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  • Doctor Strange

At Home
  • Doctor Strange

  • Sinister 2

  • Deliver Us From Evil

  • Devil's Knot

  • Sinister

  • The Day the Earth Stood Still

  • Land of Plenty

  • The Exorcism of Emily Rose

  • Urban Legends: Final Cut

  • Hellraiser: Inferno

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Scott Derrickson Biography

  • Profession: Director, Screenwriter, Screen Story
  • Born: Jan 1, 0001
  • Died: Jan 1, 0001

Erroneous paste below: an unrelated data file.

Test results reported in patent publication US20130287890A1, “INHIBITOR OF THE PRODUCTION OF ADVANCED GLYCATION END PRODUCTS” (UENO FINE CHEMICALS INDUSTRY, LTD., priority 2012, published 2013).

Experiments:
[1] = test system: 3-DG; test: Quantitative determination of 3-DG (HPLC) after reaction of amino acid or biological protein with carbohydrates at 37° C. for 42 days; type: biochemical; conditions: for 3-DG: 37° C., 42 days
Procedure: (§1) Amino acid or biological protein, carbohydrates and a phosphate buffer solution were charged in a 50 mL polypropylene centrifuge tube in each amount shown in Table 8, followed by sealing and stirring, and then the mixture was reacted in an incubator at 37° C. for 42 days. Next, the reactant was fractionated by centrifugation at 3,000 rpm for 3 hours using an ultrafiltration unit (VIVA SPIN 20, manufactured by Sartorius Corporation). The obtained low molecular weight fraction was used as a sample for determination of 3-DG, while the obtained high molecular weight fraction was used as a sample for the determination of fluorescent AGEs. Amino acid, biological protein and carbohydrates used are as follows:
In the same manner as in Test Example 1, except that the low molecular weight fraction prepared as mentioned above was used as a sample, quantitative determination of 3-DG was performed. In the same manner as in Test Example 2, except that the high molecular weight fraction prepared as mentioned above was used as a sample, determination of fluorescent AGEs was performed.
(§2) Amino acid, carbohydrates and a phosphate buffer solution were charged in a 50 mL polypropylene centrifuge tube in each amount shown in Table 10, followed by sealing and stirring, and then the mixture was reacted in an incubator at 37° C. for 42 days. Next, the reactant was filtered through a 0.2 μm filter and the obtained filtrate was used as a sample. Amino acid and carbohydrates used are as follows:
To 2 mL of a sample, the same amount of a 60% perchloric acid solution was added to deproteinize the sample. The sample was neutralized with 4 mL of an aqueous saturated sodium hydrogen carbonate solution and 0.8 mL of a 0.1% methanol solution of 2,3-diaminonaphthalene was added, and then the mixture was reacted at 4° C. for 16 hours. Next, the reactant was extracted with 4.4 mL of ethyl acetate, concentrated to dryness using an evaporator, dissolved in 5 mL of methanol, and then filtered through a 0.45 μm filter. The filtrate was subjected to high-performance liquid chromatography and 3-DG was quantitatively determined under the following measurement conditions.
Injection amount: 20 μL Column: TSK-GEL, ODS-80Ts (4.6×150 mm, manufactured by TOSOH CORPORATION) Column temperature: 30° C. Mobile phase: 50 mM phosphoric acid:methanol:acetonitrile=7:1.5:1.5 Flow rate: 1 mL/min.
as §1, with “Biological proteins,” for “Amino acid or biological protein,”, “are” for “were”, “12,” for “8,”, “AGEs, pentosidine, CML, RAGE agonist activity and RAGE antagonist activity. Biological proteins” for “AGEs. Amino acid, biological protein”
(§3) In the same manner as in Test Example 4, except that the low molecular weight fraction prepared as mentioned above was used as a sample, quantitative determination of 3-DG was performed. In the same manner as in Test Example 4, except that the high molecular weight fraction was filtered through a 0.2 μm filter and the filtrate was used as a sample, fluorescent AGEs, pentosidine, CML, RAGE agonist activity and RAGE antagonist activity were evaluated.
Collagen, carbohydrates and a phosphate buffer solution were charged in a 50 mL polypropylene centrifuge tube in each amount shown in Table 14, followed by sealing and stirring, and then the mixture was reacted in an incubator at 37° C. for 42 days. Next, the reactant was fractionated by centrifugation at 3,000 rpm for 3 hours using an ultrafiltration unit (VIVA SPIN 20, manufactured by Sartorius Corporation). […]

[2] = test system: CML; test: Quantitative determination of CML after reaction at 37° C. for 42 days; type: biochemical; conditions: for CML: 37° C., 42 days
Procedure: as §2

Scott Derrickson established himself in the 2000s as a successful screenwriter and director of horror fare; he used that controversial genre to examine the struggle between good and evil and to explore the possible existence of a supernatural realm. A graduate of Biola University, Derrickson attended the University of Southern California film school and received his premier screen credit by helming the direct-to-video sequel [[Feature~V210961~Hellraiser: Inferno~hellraiser:inferno]] and the slasher outing [[Feature~V209817~Urban Legends: The Final Cut~urbanlegends:finalcut]]. The 2005 horror outing [[Feature~V316830~The Exorcism of Emily Rose~theexorcismofemilyrose]], however, brought Derrickson his first serious attention as a craftsperson of mainstream horror fare. The tale of a young woman who develops symptoms of demonic possession but dies in mid-exorcism (prompting criminal charges against her parents), it emerged under the directorial imprimatur of Derrickson, from a script co-authored by Derrickson and [[Performer~P277845~Paul Harris Boardman~paulharrisboardman]]. A contemplative and reflective piece, it far outstripped the financial expectations of its studio, clocking in as the third-highest September opening of all time and thus paving the way for loftier and more lucrative screen assignments for Derrickson. In 2008, he helmed the remake of [[Performer~P117119~Robert Wise~robertwise]]'s [[Feature~V414716~The Day the Earth Stood Still~thedaytheearthstoodstill]] at about the same time he signed to helm one of his dream projects: a cinematization of [[Performer~P508410~John Milton~johnmilton]]'s 17th century poem "Paradise Lost," about the temporal parallels between mankind's fall from grace in the Garden of Eden and Satan's attempted mutiny in Heaven. ~ Nathan Southern, Rovi